For years authorities have imposed public bidding for collection, sweeping and cleaning system (CSL); another for final disposition (FD) and even another for hospital waste; consciously or unconsciously ignoring, potentially recycling material management (RMM). Regarding exploitation, even the legislation transgresses the technical concepts and has thus has divided into two groups: exploitable and non-exploitable home urban solid waste (USW) 1 as if it were technically different from exploiting them separately.
According to the said decree, exploitable material is RMM which is gathered and marketed by human recyclers which has some rejection waste which ends up at the Bogotá Doña Juana Landfill (DJLF). Technically waste deemed as “non-exploitable” is exactly the opposite: waste usable by employing biological processes, such as composting and thermal processes such as gasification, plasma, or thermovaluation.
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Ordinary waste includes grass and tree trimmings, that has a separate collection fleet and should not be taken to the DJLF, but submitted to biological treatment along with other biological waste such as waste from farmers markets and home kitchen waste, previously classified without cooked waste, so the end product is organic fertilizer.
According to the same decree, non-usable waste along with voluminous waste, and rejected recycling waste is ideal for thermal exploitation using thermovaluation to generate energy.
These three components, RMM, plant waste composting, and thermovaluation for the remaining ordinary waste is the alternate technology that would solve the DJLF issue and that is a real change to the current waste model.
We would pass from a burial waste model to a comprehensive management model where only the inert waste from the thermovaluation plants would be buried.
The developed world has progressed in this direction with Zero Waste programs, as shown in the following chart for the case of Europe.
As may be seen, as a country achieves greater development, landfill technology is minimized (in red) and RMM, composting technology (in green) and thermovaluation (in yellow) are maximized.
For countries such as Germany, Belgium, Switzerland, Denmark, and the Netherlands, waste burial has been reduced to 1%. These landfills are also less environmentally impacting than the DJLF as they only harbor inert waste-treatment residue, without the production of leachate or methane gas, the greatest glasshouse gas contaminant (21 times more contaminating than carbon dioxide).
For Denmark, for instance, 54% of the waste is treated with thermovaluation, 44 % with compositing, and recycling and close to 1% in landfills. The European average in 2014 was 44% for composting, and recycling, 27% for thermovaluation, and still 28% in landfills, demonstrating that the process is gradual and that the mentioned technologies are not incompatible but complementary.
Lastly, the right part of the chart shows the situation of Bogotá, with figures still maintained to date: 15% recycling and 85% in landfills and the change for 2024 with thermovaluation plant: 11% landfill and 61% of the waste produced for thermovaluation and an increase in composting and recycling of 27%.
If possible, Bogotá would pass to a situation similar to Croatia (83 and 17%), in front of Finland (17, 50, and 33%), and only surpassed by eight European countries.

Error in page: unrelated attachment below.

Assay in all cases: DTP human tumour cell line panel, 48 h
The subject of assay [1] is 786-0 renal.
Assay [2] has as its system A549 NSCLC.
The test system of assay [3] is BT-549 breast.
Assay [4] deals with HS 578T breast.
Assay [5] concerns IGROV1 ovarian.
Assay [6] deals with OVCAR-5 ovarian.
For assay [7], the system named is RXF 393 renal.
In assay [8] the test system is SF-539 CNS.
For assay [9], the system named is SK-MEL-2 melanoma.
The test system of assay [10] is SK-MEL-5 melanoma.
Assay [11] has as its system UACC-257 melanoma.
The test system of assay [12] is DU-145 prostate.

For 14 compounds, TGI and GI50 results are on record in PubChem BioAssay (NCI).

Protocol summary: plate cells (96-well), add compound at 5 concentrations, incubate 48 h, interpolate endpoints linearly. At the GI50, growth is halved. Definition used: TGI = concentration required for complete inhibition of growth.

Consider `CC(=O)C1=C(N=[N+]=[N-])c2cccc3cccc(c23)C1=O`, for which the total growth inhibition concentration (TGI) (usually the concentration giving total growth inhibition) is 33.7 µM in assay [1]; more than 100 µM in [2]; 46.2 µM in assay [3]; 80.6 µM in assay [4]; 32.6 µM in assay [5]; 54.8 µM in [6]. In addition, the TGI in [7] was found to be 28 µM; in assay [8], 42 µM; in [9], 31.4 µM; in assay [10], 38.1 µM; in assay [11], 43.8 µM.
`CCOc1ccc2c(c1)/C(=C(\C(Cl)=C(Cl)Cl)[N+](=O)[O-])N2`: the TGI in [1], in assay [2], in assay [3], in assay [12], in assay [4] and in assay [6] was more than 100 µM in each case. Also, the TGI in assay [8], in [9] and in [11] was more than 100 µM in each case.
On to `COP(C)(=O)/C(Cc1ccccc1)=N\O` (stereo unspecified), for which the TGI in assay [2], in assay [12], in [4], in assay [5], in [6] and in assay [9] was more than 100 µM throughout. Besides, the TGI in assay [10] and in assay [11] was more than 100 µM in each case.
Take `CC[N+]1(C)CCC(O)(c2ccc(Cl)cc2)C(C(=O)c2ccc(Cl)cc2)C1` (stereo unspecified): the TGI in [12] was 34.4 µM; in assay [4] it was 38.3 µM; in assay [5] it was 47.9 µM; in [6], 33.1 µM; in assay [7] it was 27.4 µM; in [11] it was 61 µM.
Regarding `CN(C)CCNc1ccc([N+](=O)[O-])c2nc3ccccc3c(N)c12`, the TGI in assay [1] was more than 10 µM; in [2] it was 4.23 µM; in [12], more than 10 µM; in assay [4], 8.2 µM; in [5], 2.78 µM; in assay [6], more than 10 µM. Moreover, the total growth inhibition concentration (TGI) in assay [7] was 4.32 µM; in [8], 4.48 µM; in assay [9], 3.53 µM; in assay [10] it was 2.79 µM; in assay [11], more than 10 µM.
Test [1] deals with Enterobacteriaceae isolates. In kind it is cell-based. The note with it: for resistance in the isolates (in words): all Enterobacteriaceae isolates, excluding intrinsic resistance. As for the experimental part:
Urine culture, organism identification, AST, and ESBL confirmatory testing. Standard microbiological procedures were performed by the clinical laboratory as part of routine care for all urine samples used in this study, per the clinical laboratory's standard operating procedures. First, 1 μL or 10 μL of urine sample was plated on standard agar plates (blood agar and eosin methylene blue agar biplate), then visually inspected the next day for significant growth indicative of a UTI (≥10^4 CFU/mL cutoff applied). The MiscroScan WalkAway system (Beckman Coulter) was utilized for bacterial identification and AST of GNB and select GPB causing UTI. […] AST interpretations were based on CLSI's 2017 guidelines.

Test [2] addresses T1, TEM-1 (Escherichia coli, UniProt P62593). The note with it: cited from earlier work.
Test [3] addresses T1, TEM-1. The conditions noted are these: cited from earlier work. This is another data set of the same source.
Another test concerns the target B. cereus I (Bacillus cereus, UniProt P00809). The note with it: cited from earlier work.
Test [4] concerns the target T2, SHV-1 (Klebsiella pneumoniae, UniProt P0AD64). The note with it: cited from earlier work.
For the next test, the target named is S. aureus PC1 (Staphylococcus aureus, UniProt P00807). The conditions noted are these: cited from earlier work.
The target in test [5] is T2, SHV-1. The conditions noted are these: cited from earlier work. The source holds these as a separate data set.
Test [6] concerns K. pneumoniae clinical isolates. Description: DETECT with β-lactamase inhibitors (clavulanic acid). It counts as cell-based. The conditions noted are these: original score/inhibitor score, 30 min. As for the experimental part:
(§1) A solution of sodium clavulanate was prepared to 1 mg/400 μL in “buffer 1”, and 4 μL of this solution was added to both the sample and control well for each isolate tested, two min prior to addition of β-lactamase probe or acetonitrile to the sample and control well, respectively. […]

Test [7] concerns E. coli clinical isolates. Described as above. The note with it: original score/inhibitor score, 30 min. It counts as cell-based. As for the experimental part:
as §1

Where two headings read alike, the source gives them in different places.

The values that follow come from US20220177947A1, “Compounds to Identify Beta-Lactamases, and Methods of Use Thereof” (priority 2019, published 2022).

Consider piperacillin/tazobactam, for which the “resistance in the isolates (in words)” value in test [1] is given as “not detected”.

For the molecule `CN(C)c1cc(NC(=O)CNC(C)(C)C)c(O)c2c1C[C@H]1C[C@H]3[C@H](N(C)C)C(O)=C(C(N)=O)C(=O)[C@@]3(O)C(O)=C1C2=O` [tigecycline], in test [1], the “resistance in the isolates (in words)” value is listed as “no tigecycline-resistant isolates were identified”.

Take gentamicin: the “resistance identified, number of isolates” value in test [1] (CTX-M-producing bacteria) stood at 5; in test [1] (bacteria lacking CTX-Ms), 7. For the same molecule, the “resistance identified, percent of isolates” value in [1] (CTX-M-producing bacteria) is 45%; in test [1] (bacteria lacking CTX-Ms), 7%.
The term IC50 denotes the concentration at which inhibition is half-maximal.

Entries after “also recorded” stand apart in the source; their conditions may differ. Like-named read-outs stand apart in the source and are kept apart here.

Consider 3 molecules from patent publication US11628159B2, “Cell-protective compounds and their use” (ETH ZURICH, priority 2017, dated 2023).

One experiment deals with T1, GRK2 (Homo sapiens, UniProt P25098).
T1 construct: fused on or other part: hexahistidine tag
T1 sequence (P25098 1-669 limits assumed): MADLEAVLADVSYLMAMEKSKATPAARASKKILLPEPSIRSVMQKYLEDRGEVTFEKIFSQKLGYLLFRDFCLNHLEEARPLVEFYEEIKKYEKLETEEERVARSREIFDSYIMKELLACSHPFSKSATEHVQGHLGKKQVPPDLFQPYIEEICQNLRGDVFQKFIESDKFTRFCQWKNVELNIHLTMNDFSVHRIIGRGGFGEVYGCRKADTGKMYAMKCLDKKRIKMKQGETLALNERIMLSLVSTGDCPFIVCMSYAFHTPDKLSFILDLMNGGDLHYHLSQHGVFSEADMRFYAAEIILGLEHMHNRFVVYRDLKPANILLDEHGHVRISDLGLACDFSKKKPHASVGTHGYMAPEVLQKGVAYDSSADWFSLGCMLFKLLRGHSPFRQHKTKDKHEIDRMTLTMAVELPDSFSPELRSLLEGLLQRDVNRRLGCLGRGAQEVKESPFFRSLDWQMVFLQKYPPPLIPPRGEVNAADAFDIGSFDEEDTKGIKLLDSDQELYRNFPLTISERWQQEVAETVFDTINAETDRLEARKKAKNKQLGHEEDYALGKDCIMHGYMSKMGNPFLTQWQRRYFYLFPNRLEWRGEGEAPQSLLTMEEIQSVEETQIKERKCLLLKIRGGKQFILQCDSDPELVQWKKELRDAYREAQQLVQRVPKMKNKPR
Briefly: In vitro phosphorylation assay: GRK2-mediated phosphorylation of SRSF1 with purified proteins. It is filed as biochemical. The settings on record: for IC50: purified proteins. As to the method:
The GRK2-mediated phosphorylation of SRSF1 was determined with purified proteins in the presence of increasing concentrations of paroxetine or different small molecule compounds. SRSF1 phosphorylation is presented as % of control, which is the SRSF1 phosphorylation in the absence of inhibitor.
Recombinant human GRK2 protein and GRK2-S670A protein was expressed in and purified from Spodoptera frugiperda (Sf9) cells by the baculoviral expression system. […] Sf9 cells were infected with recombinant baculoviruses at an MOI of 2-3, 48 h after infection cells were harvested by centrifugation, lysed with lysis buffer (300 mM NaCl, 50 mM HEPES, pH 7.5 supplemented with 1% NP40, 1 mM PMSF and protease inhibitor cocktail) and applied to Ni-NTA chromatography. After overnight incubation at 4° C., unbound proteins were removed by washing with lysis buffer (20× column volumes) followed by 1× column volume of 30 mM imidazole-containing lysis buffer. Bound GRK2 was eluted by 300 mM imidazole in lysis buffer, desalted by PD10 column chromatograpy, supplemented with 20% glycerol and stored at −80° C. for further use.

It is noticeable than in 2015, the world had 1,914 thermovaluation plants: 1,350 in Japan, 480 in Europe, and 84 in the United States, with a significant increase of 16 plants built in the last 10 years.
There are doubts in the country on the feasibility of thermovaluation in Colombia as some people criticize the production of CO2. Although it should be accepted that all technologies leave a carbon footprint, it is essential to focus on analyzing thermovaluation. This technology is essentially a thermoelectric plant which instead of consuming fossil fuel it would use USW, a less expensive fuel, which is currently disposed of and causing great environmental and health impact, as the DJLF.
This fuel change would avoid the need of extractive mining for fossil fuel; reason enough to justify its implementation.
The plants designed and proposed by Veolia for México City in 2017 has an installed capacity of 110 MW, with 4,500 tons/day of waste; similar data from feasibility studies for Bogotá. A Universidad Nacional de Colombia (UNal) 1982 & 1984 research project entitled “Study of a Thermal Plant for Bogotá using waste collected in the city” resulted in a plant with an installed capacity of 150 MW, with 6,000 tons/day of USW.
In summary, there are several factors that make implementing thermovaluation as a viable and undeferrable option for Bogotá, among others:
As a conclusion, a USW sustainable management model different from the current burial model would simultaneously include:
This requires investment in infrastructure including the plants, land, classifying stations that comply with environmental and sanitary regulations; collection fleets for every type of material: MPR, ordinary plant, and home compacting waste, all of them with different collection frequencies.
Without a doubt, it is indispensable to have the political will to embark on such a model based on recycling, utilization of waste, and the volition to minimize waste sent to landfills. Therefore, it is very strange that this was not explicitly expressed in the City Development Plan approved by the City Council on May 31 of 2020.
1 Decreto 1077 de mayo de 2015 del Ministerio de Vivienda, Ciudad y Territorio, “Por medio del cual se expide el Decreto Único Reglamentario del Sector Vivienda, Ciudad y Territorio” http://www.minvivienda.gov.co/NormativaInstitucional/1077%20-%202015.pdf
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